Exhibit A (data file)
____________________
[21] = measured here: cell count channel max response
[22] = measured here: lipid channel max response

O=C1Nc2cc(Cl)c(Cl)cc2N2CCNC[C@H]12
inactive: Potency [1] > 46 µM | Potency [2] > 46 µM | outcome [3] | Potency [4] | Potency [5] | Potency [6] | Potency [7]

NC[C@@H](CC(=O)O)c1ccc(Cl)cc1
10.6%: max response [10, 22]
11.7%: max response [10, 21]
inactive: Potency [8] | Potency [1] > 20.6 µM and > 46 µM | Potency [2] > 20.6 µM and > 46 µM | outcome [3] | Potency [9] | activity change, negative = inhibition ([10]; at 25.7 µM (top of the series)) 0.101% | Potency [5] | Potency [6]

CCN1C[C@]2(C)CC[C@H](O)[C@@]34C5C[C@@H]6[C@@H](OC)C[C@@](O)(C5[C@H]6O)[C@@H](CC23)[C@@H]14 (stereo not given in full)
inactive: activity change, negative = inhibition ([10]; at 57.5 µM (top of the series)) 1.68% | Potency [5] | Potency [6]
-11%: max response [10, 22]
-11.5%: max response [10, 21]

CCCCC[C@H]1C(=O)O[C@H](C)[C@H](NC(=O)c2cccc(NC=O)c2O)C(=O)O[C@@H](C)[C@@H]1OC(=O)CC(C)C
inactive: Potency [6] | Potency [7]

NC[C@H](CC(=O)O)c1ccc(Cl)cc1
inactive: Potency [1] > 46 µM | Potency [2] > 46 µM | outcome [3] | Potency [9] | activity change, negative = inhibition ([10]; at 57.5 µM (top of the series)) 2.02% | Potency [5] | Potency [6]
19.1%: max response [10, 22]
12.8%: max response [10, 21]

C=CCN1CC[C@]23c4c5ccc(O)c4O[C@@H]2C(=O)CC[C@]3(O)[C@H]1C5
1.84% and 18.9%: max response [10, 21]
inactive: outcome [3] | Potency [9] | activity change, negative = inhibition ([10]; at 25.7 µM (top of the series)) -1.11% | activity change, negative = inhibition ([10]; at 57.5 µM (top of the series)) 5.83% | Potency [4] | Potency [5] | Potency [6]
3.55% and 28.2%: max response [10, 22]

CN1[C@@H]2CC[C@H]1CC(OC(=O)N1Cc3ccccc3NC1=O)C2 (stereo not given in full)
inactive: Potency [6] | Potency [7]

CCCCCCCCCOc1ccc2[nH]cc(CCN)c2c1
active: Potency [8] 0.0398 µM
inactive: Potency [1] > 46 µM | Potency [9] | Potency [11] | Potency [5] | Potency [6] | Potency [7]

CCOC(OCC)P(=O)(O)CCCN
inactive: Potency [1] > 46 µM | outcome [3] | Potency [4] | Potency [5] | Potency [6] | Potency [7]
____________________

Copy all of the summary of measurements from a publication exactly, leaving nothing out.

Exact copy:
[21] = measured here: cell count channel max response
[22] = measured here: lipid channel max response

O=C1Nc2cc(Cl)c(Cl)cc2N2CCNC[C@H]12
inactive: Potency [1] > 46 µM | Potency [2] > 46 µM | outcome [3] | Potency [4] | Potency [5] | Potency [6] | Potency [7]

NC[C@@H](CC(=O)O)c1ccc(Cl)cc1
10.6%: max response [10, 22]
11.7%: max response [10, 21]
inactive: Potency [8] | Potency [1] > 20.6 µM and > 46 µM | Potency [2] > 20.6 µM and > 46 µM | outcome [3] | Potency [9] | activity change, negative = inhibition ([10]; at 25.7 µM (top of the series)) 0.101% | Potency [5] | Potency [6]

CCN1C[C@]2(C)CC[C@H](O)[C@@]34C5C[C@@H]6[C@@H](OC)C[C@@](O)(C5[C@H]6O)[C@@H](CC23)[C@@H]14 (stereo not given in full)
inactive: activity change, negative = inhibition ([10]; at 57.5 µM (top of the series)) 1.68% | Potency [5] | Potency [6]
-11%: max response [10, 22]
-11.5%: max response [10, 21]

CCCCC[C@H]1C(=O)O[C@H](C)[C@H](NC(=O)c2cccc(NC=O)c2O)C(=O)O[C@@H](C)[C@@H]1OC(=O)CC(C)C
inactive: Potency [6] | Potency [7]

NC[C@H](CC(=O)O)c1ccc(Cl)cc1
inactive: Potency [1] > 46 µM | Potency [2] > 46 µM | outcome [3] | Potency [9] | activity change, negative = inhibition ([10]; at 57.5 µM (top of the series)) 2.02% | Potency [5] | Potency [6]
19.1%: max response [10, 22]
12.8%: max response [10, 21]

C=CCN1CC[C@]23c4c5ccc(O)c4O[C@@H]2C(=O)CC[C@]3(O)[C@H]1C5
1.84% and 18.9%: max response [10, 21]
inactive: outcome [3] | Potency [9] | activity change, negative = inhibition ([10]; at 25.7 µM (top of the series)) -1.11% | activity change, negative = inhibition ([10]; at 57.5 µM (top of the series)) 5.83% | Potency [4] | Potency [5] | Potency [6]
3.55% and 28.2%: max response [10, 22]

CN1[C@@H]2CC[C@H]1CC(OC(=O)N1Cc3ccccc3NC1=O)C2 (stereo not given in full)
inactive: Potency [6] | Potency [7]

CCCCCCCCCOc1ccc2[nH]cc(CCN)c2c1
active: Potency [8] 0.0398 µM
inactive: Potency [1] > 46 µM | Potency [9] | Potency [11] | Potency [5] | Potency [6] | Potency [7]

CCOC(OCC)P(=O)(O)CCCN
inactive: Potency [1] > 46 µM | outcome [3] | Potency [4] | Potency [5] | Potency [6] | Potency [7]